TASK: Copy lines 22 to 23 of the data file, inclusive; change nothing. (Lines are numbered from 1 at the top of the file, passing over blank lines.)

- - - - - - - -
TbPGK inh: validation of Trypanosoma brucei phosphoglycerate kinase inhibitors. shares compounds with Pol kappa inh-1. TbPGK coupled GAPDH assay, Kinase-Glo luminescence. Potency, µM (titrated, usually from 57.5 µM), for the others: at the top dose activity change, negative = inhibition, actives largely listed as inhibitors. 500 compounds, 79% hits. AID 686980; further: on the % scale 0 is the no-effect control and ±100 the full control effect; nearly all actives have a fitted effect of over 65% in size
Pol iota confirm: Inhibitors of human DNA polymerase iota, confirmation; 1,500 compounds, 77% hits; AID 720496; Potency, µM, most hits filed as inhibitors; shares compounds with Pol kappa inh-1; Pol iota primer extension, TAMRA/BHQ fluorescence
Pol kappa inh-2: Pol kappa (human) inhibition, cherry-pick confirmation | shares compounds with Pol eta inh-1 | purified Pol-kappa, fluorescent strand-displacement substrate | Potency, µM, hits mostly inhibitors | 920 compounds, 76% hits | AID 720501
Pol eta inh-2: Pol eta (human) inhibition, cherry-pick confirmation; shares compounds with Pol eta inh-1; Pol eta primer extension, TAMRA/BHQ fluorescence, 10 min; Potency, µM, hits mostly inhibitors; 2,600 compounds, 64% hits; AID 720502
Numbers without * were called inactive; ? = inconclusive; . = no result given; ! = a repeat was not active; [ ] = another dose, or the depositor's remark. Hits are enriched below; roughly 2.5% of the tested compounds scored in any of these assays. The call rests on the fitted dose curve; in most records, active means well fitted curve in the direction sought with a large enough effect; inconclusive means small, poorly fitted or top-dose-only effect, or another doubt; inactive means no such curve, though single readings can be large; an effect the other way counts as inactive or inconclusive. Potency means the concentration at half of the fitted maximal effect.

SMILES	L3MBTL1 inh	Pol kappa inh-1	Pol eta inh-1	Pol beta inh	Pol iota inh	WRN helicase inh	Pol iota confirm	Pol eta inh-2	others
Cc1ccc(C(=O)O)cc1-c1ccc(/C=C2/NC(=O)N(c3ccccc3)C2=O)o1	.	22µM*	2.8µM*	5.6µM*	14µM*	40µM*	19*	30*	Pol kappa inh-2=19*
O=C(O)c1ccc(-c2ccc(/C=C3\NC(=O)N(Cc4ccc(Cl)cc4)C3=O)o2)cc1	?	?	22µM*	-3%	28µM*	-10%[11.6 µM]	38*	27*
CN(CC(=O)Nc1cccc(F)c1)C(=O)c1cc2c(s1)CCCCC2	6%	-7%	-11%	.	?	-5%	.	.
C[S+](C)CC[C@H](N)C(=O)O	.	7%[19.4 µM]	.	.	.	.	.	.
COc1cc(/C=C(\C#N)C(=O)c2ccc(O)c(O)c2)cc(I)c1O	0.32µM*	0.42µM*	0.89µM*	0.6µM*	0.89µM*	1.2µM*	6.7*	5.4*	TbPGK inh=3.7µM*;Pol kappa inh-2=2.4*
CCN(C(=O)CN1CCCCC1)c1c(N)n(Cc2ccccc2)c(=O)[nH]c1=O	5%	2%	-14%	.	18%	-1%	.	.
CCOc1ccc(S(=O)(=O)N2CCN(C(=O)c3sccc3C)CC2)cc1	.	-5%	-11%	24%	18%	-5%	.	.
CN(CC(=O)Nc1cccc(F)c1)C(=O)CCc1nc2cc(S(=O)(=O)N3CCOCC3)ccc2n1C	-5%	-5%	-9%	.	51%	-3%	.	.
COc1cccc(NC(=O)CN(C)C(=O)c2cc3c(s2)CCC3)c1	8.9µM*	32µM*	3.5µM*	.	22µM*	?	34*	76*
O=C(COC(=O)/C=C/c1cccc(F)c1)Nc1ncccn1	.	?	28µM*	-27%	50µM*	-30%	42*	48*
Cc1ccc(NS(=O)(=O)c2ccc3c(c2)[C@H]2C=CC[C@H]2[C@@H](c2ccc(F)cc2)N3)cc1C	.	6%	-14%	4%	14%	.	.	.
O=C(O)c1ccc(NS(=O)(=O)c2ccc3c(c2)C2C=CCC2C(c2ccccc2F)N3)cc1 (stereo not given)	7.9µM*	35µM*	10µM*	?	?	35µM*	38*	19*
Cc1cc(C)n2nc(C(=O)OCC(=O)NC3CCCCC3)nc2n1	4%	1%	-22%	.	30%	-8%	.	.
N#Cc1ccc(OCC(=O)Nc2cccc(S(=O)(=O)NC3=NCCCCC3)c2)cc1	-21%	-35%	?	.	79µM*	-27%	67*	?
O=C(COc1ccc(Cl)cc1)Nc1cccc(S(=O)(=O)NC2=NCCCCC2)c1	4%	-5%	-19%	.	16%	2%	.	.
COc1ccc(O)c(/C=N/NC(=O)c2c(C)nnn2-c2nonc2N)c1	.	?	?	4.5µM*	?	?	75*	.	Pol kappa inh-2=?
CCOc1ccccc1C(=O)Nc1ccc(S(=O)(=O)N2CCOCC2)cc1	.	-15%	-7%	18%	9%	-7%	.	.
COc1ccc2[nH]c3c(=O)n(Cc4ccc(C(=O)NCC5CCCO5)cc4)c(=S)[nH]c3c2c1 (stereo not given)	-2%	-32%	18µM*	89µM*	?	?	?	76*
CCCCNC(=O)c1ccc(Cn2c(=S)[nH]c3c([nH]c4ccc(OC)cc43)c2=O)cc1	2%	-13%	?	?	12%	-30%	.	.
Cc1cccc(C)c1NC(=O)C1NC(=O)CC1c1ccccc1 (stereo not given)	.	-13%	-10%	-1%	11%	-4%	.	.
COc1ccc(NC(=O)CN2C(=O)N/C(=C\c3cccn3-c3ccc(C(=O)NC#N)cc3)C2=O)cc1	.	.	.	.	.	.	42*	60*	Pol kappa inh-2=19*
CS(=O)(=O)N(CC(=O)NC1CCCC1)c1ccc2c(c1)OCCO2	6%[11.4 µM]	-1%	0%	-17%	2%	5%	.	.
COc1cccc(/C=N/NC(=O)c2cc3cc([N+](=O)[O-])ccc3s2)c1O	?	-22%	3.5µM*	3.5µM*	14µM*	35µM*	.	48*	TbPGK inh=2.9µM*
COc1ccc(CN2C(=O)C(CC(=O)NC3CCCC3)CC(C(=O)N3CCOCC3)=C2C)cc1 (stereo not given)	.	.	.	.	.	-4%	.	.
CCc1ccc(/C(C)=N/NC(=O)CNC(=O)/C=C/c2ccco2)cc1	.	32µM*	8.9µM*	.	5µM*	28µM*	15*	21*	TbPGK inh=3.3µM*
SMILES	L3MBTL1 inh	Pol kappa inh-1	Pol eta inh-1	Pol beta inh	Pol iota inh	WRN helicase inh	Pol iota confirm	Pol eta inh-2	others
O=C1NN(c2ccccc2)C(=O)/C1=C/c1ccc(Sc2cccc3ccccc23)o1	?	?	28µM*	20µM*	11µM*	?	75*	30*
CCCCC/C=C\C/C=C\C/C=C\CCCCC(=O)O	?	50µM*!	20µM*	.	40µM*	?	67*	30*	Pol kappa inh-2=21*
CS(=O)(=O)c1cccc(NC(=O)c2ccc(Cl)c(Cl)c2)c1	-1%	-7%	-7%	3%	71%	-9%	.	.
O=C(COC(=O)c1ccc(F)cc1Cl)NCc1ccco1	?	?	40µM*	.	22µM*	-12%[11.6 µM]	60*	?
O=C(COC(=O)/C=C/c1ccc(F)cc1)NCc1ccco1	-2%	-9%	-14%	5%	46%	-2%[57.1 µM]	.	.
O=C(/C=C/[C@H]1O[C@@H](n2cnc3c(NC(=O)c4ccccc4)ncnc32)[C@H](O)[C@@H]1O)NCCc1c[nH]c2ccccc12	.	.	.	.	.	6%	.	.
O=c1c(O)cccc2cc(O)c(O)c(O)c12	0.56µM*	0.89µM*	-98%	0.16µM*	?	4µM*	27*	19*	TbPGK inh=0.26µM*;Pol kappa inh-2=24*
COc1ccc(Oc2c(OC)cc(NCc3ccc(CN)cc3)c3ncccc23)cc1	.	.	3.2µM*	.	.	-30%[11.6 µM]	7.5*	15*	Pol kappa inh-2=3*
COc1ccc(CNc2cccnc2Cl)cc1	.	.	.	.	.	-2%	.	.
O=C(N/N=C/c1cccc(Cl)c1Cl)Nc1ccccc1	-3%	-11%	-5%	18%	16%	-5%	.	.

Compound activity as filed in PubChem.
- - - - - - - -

COc1ccc(O)c(/C=N/NC(=O)c2c(C)nnn2-c2nonc2N)c1	.	?	?	4.5µM*	?	?	75*	.	Pol kappa inh-2=?
CCOc1ccccc1C(=O)Nc1ccc(S(=O)(=O)N2CCOCC2)cc1	.	-15%	-7%	18%	9%	-7%	.	.